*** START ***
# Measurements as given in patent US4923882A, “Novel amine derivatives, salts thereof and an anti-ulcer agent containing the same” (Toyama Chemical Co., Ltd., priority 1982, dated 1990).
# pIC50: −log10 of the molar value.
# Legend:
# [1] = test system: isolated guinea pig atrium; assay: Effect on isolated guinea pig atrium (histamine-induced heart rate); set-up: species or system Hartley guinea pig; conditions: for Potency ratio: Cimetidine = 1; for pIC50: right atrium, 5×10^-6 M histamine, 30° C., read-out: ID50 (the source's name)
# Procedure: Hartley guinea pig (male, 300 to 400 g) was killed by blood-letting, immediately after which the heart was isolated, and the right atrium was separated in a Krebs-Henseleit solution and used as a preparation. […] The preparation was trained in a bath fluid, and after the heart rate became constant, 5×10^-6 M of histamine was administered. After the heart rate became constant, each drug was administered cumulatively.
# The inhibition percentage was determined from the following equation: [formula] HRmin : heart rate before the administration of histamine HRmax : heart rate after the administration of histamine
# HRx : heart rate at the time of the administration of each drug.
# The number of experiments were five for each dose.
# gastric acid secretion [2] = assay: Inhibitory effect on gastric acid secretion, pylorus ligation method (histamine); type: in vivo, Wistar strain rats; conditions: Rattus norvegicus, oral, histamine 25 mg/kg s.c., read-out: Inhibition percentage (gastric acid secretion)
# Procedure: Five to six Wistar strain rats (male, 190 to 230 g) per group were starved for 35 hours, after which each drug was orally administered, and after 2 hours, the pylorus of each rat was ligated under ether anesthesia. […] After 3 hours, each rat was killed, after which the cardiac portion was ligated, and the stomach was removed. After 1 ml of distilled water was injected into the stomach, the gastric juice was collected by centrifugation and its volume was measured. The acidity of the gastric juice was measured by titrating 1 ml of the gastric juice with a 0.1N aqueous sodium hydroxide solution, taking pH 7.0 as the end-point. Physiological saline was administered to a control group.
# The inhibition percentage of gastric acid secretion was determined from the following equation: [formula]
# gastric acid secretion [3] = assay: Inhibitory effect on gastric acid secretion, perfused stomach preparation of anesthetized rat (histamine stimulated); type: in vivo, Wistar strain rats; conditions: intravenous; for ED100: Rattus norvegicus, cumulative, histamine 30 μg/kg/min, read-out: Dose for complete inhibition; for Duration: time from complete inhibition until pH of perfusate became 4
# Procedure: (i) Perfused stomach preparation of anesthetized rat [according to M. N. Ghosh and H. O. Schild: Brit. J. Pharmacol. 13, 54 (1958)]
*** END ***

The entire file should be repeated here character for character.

# Measurements as given in patent US4923882A, “Novel amine derivatives, salts thereof and an anti-ulcer agent containing the same” (Toyama Chemical Co., Ltd., priority 1982, dated 1990).
# pIC50: −log10 of the molar value.
# Legend:
# [1] = test system: isolated guinea pig atrium; assay: Effect on isolated guinea pig atrium (histamine-induced heart rate); set-up: species or system Hartley guinea pig; conditions: for Potency ratio: Cimetidine = 1; for pIC50: right atrium, 5×10^-6 M histamine, 30° C., read-out: ID50 (the source's name)
# Procedure: Hartley guinea pig (male, 300 to 400 g) was killed by blood-letting, immediately after which the heart was isolated, and the right atrium was separated in a Krebs-Henseleit solution and used as a preparation. […] The preparation was trained in a bath fluid, and after the heart rate became constant, 5×10^-6 M of histamine was administered. After the heart rate became constant, each drug was administered cumulatively.
# The inhibition percentage was determined from the following equation: [formula] HRmin : heart rate before the administration of histamine HRmax : heart rate after the administration of histamine
# HRx : heart rate at the time of the administration of each drug.
# The number of experiments were five for each dose.
# gastric acid secretion [2] = assay: Inhibitory effect on gastric acid secretion, pylorus ligation method (histamine); type: in vivo, Wistar strain rats; conditions: Rattus norvegicus, oral, histamine 25 mg/kg s.c., read-out: Inhibition percentage (gastric acid secretion)
# Procedure: Five to six Wistar strain rats (male, 190 to 230 g) per group were starved for 35 hours, after which each drug was orally administered, and after 2 hours, the pylorus of each rat was ligated under ether anesthesia. […] After 3 hours, each rat was killed, after which the cardiac portion was ligated, and the stomach was removed. After 1 ml of distilled water was injected into the stomach, the gastric juice was collected by centrifugation and its volume was measured. The acidity of the gastric juice was measured by titrating 1 ml of the gastric juice with a 0.1N aqueous sodium hydroxide solution, taking pH 7.0 as the end-point. Physiological saline was administered to a control group.
# The inhibition percentage of gastric acid secretion was determined from the following equation: [formula]
# gastric acid secretion [3] = assay: Inhibitory effect on gastric acid secretion, perfused stomach preparation of anesthetized rat (histamine stimulated); type: in vivo, Wistar strain rats; conditions: intravenous; for ED100: Rattus norvegicus, cumulative, histamine 30 μg/kg/min, read-out: Dose for complete inhibition; for Duration: time from complete inhibition until pH of perfusate became 4
# Procedure: (i) Perfused stomach preparation of anesthetized rat [according to M. N. Ghosh and H. O. Schild: Brit. J. Pharmacol. 13, 54 (1958)]